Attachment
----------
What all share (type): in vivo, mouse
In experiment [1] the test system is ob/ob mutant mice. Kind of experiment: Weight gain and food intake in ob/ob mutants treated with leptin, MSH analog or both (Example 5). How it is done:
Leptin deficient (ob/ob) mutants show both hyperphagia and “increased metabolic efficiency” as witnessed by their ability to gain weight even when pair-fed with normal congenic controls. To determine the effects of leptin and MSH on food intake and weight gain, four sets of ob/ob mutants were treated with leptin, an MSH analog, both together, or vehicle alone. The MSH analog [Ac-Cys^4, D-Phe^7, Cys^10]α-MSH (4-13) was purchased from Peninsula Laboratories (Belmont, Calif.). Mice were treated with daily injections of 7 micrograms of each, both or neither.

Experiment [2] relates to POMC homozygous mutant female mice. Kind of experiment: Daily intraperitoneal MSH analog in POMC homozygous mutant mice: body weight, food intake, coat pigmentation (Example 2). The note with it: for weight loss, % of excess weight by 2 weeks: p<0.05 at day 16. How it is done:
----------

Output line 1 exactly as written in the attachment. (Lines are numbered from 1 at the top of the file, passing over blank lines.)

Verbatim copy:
What all share (type): in vivo, mouse